June 29, 2009

Held Hostage by Pink Elephants

The only way to make a man trustworthy is to trust him. — Henry Stimson

He’d broken the circle. And the pink elephant floated over the table, ready to smash the group to bits.

You know what a pink elephant is, right? It’s the subject that stares everyone in the face but no one dares to address. A pink elephant is an essential, overarching issue that’s never brought tacitly into group discussions.

Groups, families, and organizations alike all face pink elephants from time to time. The beast destroys trust and shatters unity unless you call it out, unless each member of the group acknowledges its presence and faces it head-on.

Back to our circle-breaker and last week’s pink elephant sighting.

While facilitating a post-event analysis of what worked and what didn’t, I observed one person who held the group hostage with his belligerence. Let’s call him Wallace. Whenever someone put forth a suggestion Wallace didn’t like, the man roundly criticized it using phrases such as, “Well that’s just stupid.”

The quality of the conversation began to degrade. I asked the group point-blank, “Is the quality of this discussion serving the group?”

And then one of the others called it out. “No,” she said. “I think we need more objectivity and less personal criticism.” I like the way she addressed the pink elephant, modeling the very behavior she wanted to see in the group. Wallace flushed, and said nothing.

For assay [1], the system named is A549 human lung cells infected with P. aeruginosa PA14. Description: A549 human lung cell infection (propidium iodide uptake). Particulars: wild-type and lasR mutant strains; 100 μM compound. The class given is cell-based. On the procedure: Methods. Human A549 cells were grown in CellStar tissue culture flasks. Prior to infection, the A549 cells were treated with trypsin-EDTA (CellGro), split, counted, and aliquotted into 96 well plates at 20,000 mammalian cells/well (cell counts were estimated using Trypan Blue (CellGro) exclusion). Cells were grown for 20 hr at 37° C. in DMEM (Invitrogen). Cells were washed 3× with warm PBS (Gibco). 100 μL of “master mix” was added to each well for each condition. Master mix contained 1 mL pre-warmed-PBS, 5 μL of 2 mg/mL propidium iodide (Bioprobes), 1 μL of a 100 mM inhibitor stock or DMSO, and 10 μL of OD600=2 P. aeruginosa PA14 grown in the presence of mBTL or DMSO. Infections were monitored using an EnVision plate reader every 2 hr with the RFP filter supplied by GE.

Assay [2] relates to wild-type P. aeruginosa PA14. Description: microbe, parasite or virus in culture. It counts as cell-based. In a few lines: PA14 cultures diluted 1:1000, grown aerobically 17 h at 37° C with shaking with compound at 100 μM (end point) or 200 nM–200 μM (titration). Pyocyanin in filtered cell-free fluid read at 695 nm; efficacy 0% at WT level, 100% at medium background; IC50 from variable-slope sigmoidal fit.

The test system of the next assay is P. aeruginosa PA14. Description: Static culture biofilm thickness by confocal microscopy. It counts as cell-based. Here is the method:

The meeting proceeded, the quality of the conversation much improved.

Afterwards, Wallace beat a hasty retreat. That’s too bad, because he did have good ideas. But how he presented them created tension in the group that squelched open discussion. Had no one called out the pink elephant at the table, the discussion’s outcome would have been far less effective.

Worse, the trust forming in this recently formed group would have been damaged. Trust is the glue that holds people together. Without it, nothing positive can happen.

Not all pink elephants are related to one person’s behavior. Often it’s the question that goes unasked, such as, “What can we do to sustain ourselves as we work on solving this problem?” or “Are we working on the right issue here?”

Where are the pink elephants in your family, group, or organization? What can you do to call them our clearly and non-combatively this week?

And what steps can you take to model the trust you want to see around you, right now?

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